video arbitration assistance should be limited to "clear and obvious" errors, says IFAB

Pedro Neto after his goal was denied in the Liverpool-Wolverhampton match on Sunday 29 December.
Pedro Neto after his goal was denied in the Liverpool-Wolverhampton match on Sunday 29 December. Andrew Yates / REUTERS

This is a serious snub for Video Arbitration Assistance (VAR). International Football Association Board (IFAB) secretary general Lukas Brud said the technology should only be used to overturn a referee's decision if it is"Clear and obvious error".

This statement came after controversy over the use of VAR in the British Championship. This weekend, Norwich, Brighton, Sheffield United, Wolverhampton, Brighton and Crystal Palace were denied goals for offside after the intervention of video arbitration, sometimes for a margin as minimal as the reliability of the technology has been questioned. Some coaches regretted that the VAR thus prevailed over an arbitral decision made with the naked eye and at real speed.

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Lukas Brud, secretary general of IFAB, the body responsible for the laws of football, seemed to go in their direction by affirming that the "Clarity and evidence (of actions) still prevails" :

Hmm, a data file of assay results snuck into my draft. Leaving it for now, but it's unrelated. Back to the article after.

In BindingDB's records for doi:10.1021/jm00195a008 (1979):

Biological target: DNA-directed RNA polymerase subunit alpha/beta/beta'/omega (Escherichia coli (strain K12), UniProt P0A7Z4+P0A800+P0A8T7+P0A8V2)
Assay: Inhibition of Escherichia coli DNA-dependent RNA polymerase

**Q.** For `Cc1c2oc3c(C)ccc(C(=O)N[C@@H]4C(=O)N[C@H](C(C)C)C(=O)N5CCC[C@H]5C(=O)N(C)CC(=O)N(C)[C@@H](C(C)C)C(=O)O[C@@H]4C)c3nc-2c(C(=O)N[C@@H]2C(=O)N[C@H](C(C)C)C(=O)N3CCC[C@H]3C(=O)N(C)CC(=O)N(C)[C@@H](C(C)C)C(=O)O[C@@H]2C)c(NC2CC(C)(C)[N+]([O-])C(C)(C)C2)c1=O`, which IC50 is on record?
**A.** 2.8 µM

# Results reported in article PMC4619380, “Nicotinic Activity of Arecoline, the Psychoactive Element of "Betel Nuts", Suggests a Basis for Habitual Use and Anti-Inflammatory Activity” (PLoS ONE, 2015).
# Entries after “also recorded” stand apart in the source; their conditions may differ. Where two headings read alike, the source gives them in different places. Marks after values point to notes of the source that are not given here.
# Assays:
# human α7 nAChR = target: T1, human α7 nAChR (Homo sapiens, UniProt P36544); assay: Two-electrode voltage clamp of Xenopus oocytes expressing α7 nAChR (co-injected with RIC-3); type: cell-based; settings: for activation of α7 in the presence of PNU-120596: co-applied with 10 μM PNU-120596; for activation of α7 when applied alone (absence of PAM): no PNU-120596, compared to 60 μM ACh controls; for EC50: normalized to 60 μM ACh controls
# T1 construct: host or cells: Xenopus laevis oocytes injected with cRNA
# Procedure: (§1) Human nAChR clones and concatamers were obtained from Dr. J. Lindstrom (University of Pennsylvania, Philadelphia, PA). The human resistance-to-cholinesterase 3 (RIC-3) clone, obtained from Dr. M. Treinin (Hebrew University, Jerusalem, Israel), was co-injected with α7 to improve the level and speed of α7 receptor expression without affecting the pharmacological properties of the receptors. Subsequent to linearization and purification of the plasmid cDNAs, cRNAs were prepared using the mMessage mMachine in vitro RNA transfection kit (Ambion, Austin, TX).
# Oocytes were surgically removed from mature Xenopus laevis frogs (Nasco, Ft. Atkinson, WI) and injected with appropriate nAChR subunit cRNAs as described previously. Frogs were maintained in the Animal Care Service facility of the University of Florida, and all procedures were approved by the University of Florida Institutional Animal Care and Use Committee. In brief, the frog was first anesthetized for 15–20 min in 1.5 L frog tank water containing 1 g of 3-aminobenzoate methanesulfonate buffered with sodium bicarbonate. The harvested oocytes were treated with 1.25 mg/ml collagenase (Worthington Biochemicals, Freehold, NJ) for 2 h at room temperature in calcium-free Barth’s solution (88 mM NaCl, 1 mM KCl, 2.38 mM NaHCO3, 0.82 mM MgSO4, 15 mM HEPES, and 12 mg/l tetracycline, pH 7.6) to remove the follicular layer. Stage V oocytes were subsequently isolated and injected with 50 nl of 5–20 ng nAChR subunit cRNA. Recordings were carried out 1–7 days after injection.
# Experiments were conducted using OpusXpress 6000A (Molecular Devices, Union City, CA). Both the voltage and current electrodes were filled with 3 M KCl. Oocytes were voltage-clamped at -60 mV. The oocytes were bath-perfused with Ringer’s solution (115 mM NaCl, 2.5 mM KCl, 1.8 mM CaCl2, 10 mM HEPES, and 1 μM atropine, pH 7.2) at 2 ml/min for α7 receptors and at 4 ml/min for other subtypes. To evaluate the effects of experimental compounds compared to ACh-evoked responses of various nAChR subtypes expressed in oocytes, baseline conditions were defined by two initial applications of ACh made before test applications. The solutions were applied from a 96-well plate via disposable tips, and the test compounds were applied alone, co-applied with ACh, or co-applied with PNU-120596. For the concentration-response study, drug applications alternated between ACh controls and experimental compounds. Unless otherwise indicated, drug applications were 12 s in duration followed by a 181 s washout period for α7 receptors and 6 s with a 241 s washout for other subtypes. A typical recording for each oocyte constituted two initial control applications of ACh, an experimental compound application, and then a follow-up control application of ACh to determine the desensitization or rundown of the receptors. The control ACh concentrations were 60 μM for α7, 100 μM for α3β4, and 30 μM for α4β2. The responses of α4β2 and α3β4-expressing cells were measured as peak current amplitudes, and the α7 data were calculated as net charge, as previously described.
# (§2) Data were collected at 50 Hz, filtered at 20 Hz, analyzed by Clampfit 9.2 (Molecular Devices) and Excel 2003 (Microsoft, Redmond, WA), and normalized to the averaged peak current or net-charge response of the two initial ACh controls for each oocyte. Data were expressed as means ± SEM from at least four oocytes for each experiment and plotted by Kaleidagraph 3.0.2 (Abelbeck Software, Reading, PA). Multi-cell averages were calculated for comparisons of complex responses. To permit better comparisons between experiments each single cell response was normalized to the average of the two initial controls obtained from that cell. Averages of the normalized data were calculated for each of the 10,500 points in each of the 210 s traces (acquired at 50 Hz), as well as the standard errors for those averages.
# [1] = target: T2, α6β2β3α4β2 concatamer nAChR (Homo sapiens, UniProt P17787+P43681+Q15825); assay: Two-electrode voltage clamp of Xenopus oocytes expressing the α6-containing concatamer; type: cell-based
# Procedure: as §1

"It is an important principle. You don't have to spend a lot of time finding something marginal. "

"A big mess"

In the Liverpool-Wolverhampton match on Sunday (1-0), the Wolves' equalizing goal was canceled for an offside by one of their players for only a few centimeters after a long interruption in the game. "If you spend several minutes trying to see if there is an offside or not, it means that it is not clear and obvious, and the original decision should prevail", added Lukas Brud.

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For its part, Sheffield United manager Chris Wilder was inconsolable after the VAR prevented the validation of a goal by his team – for the fifth time this season – against Manchester City, the double champion of England in title. And even Pep Guardiola, manager of the Citizens, 2-0 winners, admitted that the VAR was "A big mess" adding hope she " (could) do better next season ".

In early December, UEFA President Aleksander Ceferin called on the International Board to " clarify " the use of VAR, citing in particular the example of offside and hands.

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